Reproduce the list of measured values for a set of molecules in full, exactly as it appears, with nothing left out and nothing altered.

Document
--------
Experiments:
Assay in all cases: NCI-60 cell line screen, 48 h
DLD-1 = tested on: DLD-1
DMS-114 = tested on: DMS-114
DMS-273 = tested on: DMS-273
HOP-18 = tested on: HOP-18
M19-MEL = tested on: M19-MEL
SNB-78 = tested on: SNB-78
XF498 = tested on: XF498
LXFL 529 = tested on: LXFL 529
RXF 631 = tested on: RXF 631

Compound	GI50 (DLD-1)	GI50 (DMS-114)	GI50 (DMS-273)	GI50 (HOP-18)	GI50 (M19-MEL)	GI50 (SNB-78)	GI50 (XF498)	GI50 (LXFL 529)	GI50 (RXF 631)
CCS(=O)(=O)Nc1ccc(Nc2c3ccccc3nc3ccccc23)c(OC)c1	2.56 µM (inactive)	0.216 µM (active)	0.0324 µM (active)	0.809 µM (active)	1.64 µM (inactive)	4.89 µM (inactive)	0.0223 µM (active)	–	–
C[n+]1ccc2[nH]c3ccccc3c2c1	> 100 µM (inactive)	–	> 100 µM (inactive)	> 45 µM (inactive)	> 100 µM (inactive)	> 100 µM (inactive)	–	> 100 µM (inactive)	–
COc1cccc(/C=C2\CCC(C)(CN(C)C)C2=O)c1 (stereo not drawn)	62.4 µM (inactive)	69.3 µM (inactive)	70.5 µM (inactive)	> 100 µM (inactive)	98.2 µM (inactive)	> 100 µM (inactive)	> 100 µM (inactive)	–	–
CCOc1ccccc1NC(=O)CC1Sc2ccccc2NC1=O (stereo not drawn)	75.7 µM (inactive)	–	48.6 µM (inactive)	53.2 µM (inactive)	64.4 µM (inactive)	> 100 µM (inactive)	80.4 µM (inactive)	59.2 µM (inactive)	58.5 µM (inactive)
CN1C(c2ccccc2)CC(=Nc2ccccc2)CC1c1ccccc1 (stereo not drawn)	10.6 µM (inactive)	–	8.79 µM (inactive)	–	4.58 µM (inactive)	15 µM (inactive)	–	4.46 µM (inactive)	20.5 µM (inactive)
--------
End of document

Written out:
Experiments:
Assay in all cases: NCI-60 cell line screen, 48 h
DLD-1 = tested on: DLD-1
DMS-114 = tested on: DMS-114
DMS-273 = tested on: DMS-273
HOP-18 = tested on: HOP-18
M19-MEL = tested on: M19-MEL
SNB-78 = tested on: SNB-78
XF498 = tested on: XF498
LXFL 529 = tested on: LXFL 529
RXF 631 = tested on: RXF 631

Compound	GI50 (DLD-1)	GI50 (DMS-114)	GI50 (DMS-273)	GI50 (HOP-18)	GI50 (M19-MEL)	GI50 (SNB-78)	GI50 (XF498)	GI50 (LXFL 529)	GI50 (RXF 631)
CCS(=O)(=O)Nc1ccc(Nc2c3ccccc3nc3ccccc23)c(OC)c1	2.56 µM (inactive)	0.216 µM (active)	0.0324 µM (active)	0.809 µM (active)	1.64 µM (inactive)	4.89 µM (inactive)	0.0223 µM (active)	–	–
C[n+]1ccc2[nH]c3ccccc3c2c1	> 100 µM (inactive)	–	> 100 µM (inactive)	> 45 µM (inactive)	> 100 µM (inactive)	> 100 µM (inactive)	–	> 100 µM (inactive)	–
COc1cccc(/C=C2\CCC(C)(CN(C)C)C2=O)c1 (stereo not drawn)	62.4 µM (inactive)	69.3 µM (inactive)	70.5 µM (inactive)	> 100 µM (inactive)	98.2 µM (inactive)	> 100 µM (inactive)	> 100 µM (inactive)	–	–
CCOc1ccccc1NC(=O)CC1Sc2ccccc2NC1=O (stereo not drawn)	75.7 µM (inactive)	–	48.6 µM (inactive)	53.2 µM (inactive)	64.4 µM (inactive)	> 100 µM (inactive)	80.4 µM (inactive)	59.2 µM (inactive)	58.5 µM (inactive)
CN1C(c2ccccc2)CC(=Nc2ccccc2)CC1c1ccccc1 (stereo not drawn)	10.6 µM (inactive)	–	8.79 µM (inactive)	–	4.58 µM (inactive)	15 µM (inactive)	–	4.46 µM (inactive)	20.5 µM (inactive)